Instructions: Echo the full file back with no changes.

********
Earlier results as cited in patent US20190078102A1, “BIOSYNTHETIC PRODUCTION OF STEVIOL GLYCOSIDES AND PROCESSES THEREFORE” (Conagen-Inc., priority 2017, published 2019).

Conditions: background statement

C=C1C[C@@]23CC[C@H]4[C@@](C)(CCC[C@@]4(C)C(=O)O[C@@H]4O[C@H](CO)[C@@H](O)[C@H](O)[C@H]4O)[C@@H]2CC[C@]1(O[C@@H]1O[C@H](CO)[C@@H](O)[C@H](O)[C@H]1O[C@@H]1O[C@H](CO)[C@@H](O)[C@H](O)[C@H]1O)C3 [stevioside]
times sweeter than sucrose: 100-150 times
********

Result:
Earlier results as cited in patent US20190078102A1, “BIOSYNTHETIC PRODUCTION OF STEVIOL GLYCOSIDES AND PROCESSES THEREFORE” (Conagen-Inc., priority 2017, published 2019).

Conditions: background statement

C=C1C[C@@]23CC[C@H]4[C@@](C)(CCC[C@@]4(C)C(=O)O[C@@H]4O[C@H](CO)[C@@H](O)[C@H](O)[C@H]4O)[C@@H]2CC[C@]1(O[C@@H]1O[C@H](CO)[C@@H](O)[C@H](O)[C@H]1O[C@@H]1O[C@H](CO)[C@@H](O)[C@H](O)[C@H]1O)C3 [stevioside]
times sweeter than sucrose: 100-150 times